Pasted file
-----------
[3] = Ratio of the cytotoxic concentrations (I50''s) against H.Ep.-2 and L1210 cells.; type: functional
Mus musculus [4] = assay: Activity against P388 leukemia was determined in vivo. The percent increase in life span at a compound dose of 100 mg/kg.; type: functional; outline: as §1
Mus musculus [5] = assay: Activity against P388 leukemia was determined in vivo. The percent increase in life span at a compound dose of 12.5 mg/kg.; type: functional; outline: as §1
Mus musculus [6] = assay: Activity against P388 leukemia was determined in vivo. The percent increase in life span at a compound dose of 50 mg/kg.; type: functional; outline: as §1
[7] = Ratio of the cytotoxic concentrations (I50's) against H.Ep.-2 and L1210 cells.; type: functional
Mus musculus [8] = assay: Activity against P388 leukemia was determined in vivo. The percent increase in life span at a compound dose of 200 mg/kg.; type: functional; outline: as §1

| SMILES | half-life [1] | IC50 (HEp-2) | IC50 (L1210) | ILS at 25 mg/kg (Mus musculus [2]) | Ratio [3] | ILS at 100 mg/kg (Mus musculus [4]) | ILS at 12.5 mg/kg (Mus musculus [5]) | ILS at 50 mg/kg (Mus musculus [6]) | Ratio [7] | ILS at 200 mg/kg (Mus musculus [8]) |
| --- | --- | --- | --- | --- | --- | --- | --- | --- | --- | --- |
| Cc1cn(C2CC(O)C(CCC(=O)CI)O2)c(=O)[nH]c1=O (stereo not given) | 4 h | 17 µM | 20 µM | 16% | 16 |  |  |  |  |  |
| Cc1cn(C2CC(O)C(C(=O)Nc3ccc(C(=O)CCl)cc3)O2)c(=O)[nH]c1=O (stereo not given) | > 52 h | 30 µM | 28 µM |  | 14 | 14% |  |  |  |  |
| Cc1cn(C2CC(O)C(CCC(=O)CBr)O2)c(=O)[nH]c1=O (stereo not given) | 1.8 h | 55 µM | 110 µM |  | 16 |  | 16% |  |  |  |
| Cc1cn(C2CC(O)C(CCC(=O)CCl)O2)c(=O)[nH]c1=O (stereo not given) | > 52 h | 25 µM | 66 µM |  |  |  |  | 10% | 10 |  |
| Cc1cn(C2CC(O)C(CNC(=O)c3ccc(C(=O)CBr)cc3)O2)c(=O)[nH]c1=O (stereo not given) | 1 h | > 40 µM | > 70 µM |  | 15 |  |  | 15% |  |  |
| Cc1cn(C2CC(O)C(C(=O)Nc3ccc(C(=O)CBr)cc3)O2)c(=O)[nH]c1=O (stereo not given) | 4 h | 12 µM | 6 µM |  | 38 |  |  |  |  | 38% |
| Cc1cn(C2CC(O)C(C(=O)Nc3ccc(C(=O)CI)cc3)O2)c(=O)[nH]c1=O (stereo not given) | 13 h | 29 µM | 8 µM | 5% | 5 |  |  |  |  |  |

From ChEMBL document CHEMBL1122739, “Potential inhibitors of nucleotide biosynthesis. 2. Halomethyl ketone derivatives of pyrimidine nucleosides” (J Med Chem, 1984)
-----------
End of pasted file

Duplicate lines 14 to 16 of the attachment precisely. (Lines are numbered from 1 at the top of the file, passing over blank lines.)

| Cc1cn(C2CC(O)C(C(=O)Nc3ccc(C(=O)CBr)cc3)O2)c(=O)[nH]c1=O (stereo not given) | 4 h | 12 µM | 6 µM |  | 38 |  |  |  |  | 38% |
| Cc1cn(C2CC(O)C(C(=O)Nc3ccc(C(=O)CI)cc3)O2)c(=O)[nH]c1=O (stereo not given) | 13 h | 29 µM | 8 µM | 5% | 5 |  |  |  |  |  |

From ChEMBL document CHEMBL1122739, “Potential inhibitors of nucleotide biosynthesis. 2. Halomethyl ketone derivatives of pyrimidine nucleosides” (J Med Chem, 1984)